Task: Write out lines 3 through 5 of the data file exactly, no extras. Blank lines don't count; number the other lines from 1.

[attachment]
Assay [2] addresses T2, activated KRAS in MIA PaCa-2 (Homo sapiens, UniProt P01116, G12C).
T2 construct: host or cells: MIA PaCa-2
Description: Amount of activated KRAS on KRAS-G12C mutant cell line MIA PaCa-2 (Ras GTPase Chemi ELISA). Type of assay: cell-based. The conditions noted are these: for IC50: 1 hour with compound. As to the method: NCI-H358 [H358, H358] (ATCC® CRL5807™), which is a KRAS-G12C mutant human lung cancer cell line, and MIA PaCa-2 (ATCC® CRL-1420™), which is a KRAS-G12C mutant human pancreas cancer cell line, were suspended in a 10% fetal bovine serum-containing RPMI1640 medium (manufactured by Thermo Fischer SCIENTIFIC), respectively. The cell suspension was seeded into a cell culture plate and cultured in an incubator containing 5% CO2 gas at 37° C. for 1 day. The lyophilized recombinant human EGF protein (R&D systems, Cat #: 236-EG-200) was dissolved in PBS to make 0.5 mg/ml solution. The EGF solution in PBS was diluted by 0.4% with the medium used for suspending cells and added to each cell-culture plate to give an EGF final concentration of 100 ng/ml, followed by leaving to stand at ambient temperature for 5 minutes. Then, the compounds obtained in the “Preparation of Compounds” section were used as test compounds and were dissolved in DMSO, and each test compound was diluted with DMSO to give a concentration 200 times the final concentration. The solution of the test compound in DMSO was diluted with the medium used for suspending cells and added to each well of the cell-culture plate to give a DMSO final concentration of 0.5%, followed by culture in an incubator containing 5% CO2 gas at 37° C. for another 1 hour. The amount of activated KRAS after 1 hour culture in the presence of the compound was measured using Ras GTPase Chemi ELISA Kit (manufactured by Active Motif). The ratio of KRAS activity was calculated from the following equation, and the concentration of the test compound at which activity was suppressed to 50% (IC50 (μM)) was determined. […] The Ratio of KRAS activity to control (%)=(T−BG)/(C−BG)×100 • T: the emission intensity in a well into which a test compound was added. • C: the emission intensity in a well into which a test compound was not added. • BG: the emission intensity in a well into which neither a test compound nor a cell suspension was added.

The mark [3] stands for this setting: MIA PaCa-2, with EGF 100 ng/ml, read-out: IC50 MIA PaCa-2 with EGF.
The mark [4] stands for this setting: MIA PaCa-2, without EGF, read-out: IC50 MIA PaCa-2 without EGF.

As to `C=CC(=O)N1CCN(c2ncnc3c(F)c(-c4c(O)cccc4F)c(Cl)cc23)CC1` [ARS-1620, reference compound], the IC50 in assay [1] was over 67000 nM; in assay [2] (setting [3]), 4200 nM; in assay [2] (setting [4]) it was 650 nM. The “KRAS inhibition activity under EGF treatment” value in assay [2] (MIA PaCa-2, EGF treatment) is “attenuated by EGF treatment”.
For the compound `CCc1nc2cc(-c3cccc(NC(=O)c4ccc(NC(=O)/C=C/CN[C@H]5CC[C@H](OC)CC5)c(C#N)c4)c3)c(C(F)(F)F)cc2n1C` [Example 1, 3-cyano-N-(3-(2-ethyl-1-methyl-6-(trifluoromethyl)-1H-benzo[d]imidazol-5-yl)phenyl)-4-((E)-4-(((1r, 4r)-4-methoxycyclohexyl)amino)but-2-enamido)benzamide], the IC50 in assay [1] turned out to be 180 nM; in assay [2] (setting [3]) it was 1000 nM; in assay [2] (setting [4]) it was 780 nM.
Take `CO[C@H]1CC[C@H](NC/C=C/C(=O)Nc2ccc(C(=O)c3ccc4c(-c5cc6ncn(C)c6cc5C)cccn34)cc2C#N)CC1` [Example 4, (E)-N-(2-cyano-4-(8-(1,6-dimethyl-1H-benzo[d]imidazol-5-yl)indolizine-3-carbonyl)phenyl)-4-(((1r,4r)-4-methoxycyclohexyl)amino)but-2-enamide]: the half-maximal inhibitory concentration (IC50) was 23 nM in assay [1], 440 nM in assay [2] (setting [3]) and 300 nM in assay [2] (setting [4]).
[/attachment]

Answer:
Description: Amount of activated KRAS on KRAS-G12C mutant cell line MIA PaCa-2 (Ras GTPase Chemi ELISA). Type of assay: cell-based. The conditions noted are these: for IC50: 1 hour with compound. As to the method: NCI-H358 [H358, H358] (ATCC® CRL5807™), which is a KRAS-G12C mutant human lung cancer cell line, and MIA PaCa-2 (ATCC® CRL-1420™), which is a KRAS-G12C mutant human pancreas cancer cell line, were suspended in a 10% fetal bovine serum-containing RPMI1640 medium (manufactured by Thermo Fischer SCIENTIFIC), respectively. The cell suspension was seeded into a cell culture plate and cultured in an incubator containing 5% CO2 gas at 37° C. for 1 day. The lyophilized recombinant human EGF protein (R&D systems, Cat #: 236-EG-200) was dissolved in PBS to make 0.5 mg/ml solution. The EGF solution in PBS was diluted by 0.4% with the medium used for suspending cells and added to each cell-culture plate to give an EGF final concentration of 100 ng/ml, followed by leaving to stand at ambient temperature for 5 minutes. Then, the compounds obtained in the “Preparation of Compounds” section were used as test compounds and were dissolved in DMSO, and each test compound was diluted with DMSO to give a concentration 200 times the final concentration. The solution of the test compound in DMSO was diluted with the medium used for suspending cells and added to each well of the cell-culture plate to give a DMSO final concentration of 0.5%, followed by culture in an incubator containing 5% CO2 gas at 37° C. for another 1 hour. The amount of activated KRAS after 1 hour culture in the presence of the compound was measured using Ras GTPase Chemi ELISA Kit (manufactured by Active Motif). The ratio of KRAS activity was calculated from the following equation, and the concentration of the test compound at which activity was suppressed to 50% (IC50 (μM)) was determined. […] The Ratio of KRAS activity to control (%)=(T−BG)/(C−BG)×100 • T: the emission intensity in a well into which a test compound was added. • C: the emission intensity in a well into which a test compound was not added. • BG: the emission intensity in a well into which neither a test compound nor a cell suspension was added.

The mark [3] stands for this setting: MIA PaCa-2, with EGF 100 ng/ml, read-out: IC50 MIA PaCa-2 with EGF.
The mark [4] stands for this setting: MIA PaCa-2, without EGF, read-out: IC50 MIA PaCa-2 without EGF.